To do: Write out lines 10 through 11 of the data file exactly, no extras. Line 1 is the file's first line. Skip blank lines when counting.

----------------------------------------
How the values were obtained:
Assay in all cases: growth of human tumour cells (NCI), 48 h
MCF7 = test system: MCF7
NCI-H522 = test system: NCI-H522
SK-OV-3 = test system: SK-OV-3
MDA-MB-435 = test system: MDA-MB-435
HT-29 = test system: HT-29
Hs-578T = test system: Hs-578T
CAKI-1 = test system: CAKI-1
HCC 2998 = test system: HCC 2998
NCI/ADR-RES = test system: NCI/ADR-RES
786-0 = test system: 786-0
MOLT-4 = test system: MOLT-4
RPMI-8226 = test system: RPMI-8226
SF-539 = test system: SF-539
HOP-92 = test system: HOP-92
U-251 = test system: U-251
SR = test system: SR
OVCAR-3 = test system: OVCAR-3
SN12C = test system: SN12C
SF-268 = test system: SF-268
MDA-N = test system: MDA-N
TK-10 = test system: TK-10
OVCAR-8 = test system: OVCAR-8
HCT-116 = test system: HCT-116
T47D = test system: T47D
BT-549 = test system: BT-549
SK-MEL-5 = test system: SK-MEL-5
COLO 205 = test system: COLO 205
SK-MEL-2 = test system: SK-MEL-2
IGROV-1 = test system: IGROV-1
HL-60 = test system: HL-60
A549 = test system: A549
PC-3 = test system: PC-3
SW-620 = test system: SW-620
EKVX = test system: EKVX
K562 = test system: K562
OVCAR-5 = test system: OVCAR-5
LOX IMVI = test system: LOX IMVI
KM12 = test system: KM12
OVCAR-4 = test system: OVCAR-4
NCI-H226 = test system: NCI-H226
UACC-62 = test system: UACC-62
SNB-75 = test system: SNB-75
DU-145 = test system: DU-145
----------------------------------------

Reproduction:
HCC 2998 = test system: HCC 2998
NCI/ADR-RES = test system: NCI/ADR-RES